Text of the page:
Things Unseen, Chapter 51

For the preface, click here.
For the previous chapter, click here.

I made a quick sally to my room to recover my shirt before quitting Vaina Castle. The afternoon stretched into evening now, and the suns had begun their daily descent. Still, I pressed on, undisturbed—or perhaps spurred on by—the impending darkness. Though I tried to brush them all aside, the knot in my stomach would not let me forget how the anxiety that, over the past few days, dangers both manmade and supernatural had repeatedly assailed me once night fell. They’d be likely to do so again.

Barro’s home lay only a short distance from the castle, and I found myself there forthwith. I forewent the politeness of knocking and check the door to find it unlocked. Evidently, Vaina town is a perfectly safe place for the right kind of folk.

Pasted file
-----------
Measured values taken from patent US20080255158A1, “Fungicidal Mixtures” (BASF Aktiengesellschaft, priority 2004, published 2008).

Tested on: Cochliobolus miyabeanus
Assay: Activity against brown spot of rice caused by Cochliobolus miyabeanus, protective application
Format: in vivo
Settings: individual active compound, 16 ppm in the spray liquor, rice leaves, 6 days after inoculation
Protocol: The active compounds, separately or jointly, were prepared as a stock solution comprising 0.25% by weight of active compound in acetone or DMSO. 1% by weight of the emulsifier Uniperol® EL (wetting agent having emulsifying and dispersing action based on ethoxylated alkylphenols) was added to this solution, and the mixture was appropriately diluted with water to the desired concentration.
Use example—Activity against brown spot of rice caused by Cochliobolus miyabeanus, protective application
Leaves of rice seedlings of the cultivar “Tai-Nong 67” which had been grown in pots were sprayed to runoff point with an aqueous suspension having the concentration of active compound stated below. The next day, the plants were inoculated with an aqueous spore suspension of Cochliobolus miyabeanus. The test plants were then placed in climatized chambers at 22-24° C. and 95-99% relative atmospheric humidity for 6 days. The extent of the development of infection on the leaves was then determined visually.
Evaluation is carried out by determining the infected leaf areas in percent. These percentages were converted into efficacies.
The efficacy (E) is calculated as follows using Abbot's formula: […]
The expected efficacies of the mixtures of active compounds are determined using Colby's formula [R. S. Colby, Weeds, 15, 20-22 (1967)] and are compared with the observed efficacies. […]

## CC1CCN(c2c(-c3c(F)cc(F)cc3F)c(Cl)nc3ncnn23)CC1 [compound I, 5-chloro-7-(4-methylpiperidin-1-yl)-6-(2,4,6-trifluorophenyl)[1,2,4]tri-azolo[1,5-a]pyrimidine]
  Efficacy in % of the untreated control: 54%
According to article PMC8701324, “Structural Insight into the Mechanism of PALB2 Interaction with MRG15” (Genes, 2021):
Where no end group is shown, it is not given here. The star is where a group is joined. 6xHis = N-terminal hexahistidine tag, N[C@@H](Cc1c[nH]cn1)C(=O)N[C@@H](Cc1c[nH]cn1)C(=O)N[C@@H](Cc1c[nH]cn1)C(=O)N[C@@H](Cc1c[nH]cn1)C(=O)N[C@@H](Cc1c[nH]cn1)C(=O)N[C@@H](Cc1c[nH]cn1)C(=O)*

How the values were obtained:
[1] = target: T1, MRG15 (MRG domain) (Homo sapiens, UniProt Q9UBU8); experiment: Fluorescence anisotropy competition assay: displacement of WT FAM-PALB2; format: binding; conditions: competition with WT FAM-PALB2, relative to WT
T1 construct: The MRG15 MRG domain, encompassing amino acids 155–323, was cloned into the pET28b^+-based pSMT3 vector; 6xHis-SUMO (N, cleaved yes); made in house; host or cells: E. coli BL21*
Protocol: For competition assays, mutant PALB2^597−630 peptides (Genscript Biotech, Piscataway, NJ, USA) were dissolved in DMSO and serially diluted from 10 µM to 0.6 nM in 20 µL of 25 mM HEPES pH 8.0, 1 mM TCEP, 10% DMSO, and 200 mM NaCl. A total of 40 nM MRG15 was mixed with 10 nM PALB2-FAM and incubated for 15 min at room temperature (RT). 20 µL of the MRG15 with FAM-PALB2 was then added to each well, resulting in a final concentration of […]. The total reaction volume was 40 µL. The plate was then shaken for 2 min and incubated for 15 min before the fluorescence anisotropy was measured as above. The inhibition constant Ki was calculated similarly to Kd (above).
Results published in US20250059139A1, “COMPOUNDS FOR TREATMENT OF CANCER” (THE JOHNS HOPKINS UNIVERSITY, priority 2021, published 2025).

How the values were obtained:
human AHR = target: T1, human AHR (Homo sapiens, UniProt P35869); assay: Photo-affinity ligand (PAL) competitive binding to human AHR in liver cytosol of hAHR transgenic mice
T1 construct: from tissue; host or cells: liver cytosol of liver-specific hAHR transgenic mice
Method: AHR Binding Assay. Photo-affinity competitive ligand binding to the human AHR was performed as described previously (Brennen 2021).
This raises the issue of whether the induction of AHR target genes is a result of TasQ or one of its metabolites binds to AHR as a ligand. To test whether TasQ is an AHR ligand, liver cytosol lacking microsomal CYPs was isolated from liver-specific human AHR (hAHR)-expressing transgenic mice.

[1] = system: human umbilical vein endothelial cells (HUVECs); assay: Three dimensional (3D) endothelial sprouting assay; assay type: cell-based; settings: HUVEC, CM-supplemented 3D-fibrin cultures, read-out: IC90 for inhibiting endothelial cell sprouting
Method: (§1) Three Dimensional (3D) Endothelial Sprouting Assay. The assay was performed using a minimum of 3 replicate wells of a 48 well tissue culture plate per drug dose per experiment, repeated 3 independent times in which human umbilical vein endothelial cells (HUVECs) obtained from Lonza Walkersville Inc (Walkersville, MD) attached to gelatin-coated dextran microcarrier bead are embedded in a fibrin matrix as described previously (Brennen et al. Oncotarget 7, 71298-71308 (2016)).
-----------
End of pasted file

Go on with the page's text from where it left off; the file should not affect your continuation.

I pushed my way inside and found the lavish interior surprisingly quiet, devoid of the acolyte servants that had attended the Lady Vesonna and I the last time I’d been here. Perhaps they had gone with their master to the chapel or to the Temple to perform services or rites. It didn’t matter; they’d left me alone to explore as I liked and only that mattered to me.

Without any ado, since I had little idea how much time I might have, I returned to Barro’s impressive library. I must admit, a small part of me wondered whether a few of those tomes would really be missed if they happened to steal away with me. But I am no thief, and, even were I, I’m pragmatic enough to understand that petty thievery would be unlikely to do anything but worsen the already dire predicament in which I found myself.
So, I returned to the spot where I’d previously drawn my arcane circle and repeated the endeavor, all the while thinking of the chalky dust in Aevala’s room. The circle complete, I retrieved parchment and quill and, not bothering to tear smaller pieces from the whole, wrote the words curse, ritual and circle.